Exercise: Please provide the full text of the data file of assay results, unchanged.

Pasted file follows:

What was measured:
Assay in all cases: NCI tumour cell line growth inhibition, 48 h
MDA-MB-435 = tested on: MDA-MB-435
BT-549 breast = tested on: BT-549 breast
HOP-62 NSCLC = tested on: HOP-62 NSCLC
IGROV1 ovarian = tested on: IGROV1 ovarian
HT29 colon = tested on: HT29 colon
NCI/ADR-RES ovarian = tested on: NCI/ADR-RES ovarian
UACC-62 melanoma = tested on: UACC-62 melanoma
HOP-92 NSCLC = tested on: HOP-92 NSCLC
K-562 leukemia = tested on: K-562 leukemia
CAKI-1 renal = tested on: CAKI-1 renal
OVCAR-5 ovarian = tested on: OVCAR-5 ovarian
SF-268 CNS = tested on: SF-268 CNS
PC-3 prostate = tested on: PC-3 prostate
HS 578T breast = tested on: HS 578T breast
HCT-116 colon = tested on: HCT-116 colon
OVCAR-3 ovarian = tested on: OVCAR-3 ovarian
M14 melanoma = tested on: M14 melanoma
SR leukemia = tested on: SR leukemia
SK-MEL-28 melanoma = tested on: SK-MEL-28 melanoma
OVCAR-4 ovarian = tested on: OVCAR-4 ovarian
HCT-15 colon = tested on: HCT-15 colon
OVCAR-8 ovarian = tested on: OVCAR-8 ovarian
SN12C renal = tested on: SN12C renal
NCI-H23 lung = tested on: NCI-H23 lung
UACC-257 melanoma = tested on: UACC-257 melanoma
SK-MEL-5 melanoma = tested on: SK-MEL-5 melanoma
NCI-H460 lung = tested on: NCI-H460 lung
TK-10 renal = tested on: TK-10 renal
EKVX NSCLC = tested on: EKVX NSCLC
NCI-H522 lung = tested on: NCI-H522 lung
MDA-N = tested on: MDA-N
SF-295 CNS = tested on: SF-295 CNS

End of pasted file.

What was measured:
Assay in all cases: NCI tumour cell line growth inhibition, 48 h
MDA-MB-435 = tested on: MDA-MB-435
BT-549 breast = tested on: BT-549 breast
HOP-62 NSCLC = tested on: HOP-62 NSCLC
IGROV1 ovarian = tested on: IGROV1 ovarian
HT29 colon = tested on: HT29 colon
NCI/ADR-RES ovarian = tested on: NCI/ADR-RES ovarian
UACC-62 melanoma = tested on: UACC-62 melanoma
HOP-92 NSCLC = tested on: HOP-92 NSCLC
K-562 leukemia = tested on: K-562 leukemia
CAKI-1 renal = tested on: CAKI-1 renal
OVCAR-5 ovarian = tested on: OVCAR-5 ovarian
SF-268 CNS = tested on: SF-268 CNS
PC-3 prostate = tested on: PC-3 prostate
HS 578T breast = tested on: HS 578T breast
HCT-116 colon = tested on: HCT-116 colon
OVCAR-3 ovarian = tested on: OVCAR-3 ovarian
M14 melanoma = tested on: M14 melanoma
SR leukemia = tested on: SR leukemia
SK-MEL-28 melanoma = tested on: SK-MEL-28 melanoma
OVCAR-4 ovarian = tested on: OVCAR-4 ovarian
HCT-15 colon = tested on: HCT-15 colon
OVCAR-8 ovarian = tested on: OVCAR-8 ovarian
SN12C renal = tested on: SN12C renal
NCI-H23 lung = tested on: NCI-H23 lung
UACC-257 melanoma = tested on: UACC-257 melanoma
SK-MEL-5 melanoma = tested on: SK-MEL-5 melanoma
NCI-H460 lung = tested on: NCI-H460 lung
TK-10 renal = tested on: TK-10 renal
EKVX NSCLC = tested on: EKVX NSCLC
NCI-H522 lung = tested on: NCI-H522 lung
MDA-N = tested on: MDA-N
SF-295 CNS = tested on: SF-295 CNS